At this point the occasional distortions of thinkers may seem irrelevant, but they should be mentioned. The most glaring, for this reader at least, were in the sections on Evans-Pritchard (pp. 49-52) and Eliade (pp. 37-38). For me, Evans-Pritchard's great contribution to the study of magic was his attempt to eliminate what he called the "if I were a horse" approach, the naive attempt identified particularly with Frazer) to imagine oneself in the native's shoes. To get around this problem, Evans-Pritchard described witchcraft in terms of social function: for him, it makes little difference how someone goes about casting a spell, since there is usually no evidence that anyone has done so; what is available to the scholar is an accusation, and this constitutes the object of study. From this insight stems much of the more recent scholarship on witchcraft. Unfortunately, Cunningham ignores the entire issue.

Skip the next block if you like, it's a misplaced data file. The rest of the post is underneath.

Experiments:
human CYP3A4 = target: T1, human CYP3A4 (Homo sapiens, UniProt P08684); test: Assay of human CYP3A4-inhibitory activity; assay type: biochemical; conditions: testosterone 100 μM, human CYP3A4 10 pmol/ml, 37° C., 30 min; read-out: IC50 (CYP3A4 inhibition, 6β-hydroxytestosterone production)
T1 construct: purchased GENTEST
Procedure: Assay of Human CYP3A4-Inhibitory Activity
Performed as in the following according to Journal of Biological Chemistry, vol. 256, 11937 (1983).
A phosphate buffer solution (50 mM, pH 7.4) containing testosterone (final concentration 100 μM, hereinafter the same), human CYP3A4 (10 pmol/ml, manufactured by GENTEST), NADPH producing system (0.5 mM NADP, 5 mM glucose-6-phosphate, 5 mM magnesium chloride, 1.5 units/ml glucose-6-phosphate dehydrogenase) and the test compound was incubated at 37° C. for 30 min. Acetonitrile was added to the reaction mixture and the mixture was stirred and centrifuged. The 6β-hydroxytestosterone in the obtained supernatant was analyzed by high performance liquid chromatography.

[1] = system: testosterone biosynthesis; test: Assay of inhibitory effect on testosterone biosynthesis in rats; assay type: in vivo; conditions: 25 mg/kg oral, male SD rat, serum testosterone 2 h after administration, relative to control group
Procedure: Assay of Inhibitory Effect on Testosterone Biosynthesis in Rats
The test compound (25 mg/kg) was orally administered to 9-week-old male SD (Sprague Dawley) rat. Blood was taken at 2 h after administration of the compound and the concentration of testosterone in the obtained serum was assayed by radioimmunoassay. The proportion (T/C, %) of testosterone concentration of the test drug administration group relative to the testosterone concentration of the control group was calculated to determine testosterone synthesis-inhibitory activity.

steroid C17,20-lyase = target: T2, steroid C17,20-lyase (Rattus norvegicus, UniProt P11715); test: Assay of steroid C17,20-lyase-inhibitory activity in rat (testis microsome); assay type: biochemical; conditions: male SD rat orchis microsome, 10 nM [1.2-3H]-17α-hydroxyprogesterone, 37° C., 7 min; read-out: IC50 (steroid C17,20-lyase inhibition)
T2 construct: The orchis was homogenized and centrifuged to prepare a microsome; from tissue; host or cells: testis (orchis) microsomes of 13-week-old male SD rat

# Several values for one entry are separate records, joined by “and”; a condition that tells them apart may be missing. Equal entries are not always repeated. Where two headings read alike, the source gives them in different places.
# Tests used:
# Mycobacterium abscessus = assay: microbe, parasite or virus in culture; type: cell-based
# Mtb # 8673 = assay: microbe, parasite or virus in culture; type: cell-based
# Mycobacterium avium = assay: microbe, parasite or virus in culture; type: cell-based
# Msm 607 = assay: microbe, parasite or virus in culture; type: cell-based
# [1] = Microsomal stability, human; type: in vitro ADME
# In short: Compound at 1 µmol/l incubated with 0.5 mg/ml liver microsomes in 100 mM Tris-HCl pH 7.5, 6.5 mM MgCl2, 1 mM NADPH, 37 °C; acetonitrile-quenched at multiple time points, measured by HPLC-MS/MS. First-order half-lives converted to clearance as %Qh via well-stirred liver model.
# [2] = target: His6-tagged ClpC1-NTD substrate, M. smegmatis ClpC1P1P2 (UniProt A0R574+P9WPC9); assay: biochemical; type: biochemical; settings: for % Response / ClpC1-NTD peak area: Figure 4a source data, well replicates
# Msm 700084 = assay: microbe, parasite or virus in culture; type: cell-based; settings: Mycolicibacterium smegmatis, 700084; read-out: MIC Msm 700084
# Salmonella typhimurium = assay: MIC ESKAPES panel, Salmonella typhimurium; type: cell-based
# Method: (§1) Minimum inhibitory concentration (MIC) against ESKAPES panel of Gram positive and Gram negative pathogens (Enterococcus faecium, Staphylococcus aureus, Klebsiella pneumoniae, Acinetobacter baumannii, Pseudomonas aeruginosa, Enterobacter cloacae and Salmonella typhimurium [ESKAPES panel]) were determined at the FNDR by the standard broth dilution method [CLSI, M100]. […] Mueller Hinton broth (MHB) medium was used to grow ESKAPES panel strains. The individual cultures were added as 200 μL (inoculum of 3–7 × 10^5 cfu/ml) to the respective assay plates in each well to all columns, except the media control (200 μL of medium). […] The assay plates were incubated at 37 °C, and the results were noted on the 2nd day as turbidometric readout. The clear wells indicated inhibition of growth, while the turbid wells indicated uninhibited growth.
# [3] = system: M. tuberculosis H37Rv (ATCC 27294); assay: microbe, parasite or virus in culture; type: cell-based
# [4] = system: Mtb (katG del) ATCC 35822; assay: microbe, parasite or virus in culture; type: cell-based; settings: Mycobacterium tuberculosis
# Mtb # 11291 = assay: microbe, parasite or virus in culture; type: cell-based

The chapter on Eliade struck me as an extraordinary distortion of the ideas of "arguably the twentieth century's foremost historian of religions"(p. ix). In the slightly less than two pages accorded to him, we begin with "The influence of Jung ..."(p. 37) and end with "For Eliade, again like Jung ..."(p. 38), connected by almost rhythmic mentions of Jung and a few of Otto. It is difficult to avoid the conclusion that Eliade was a derivative Jungian undeserving of his reputation. Need I also mention that the only (entirely oblique) mention of Mythologiques appears not in the section on Levi-Strauss but in that on Leach?
In an undergraduate textbook of this length, the occasional distortion is inevitable. A far more important problem is the book's inability to assist and invite beginning students to participate in scholarship and grapple with the fundamental issues of the subject. An undergraduate survey of the scholars and ideas taken up by Religion and Magic is much needed, and Cunningham brings to his task a relatively open mind and some clear prose, as well as a noble commitment to simultaneous brevity and breadth. It is with some reluctance, and considerable disappointment, that I find it necessary to judge the attempt a failure.
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Christopher I. Lehrich. Review of Cunningham, Graham, Religion and Magic: Approaches and Theories.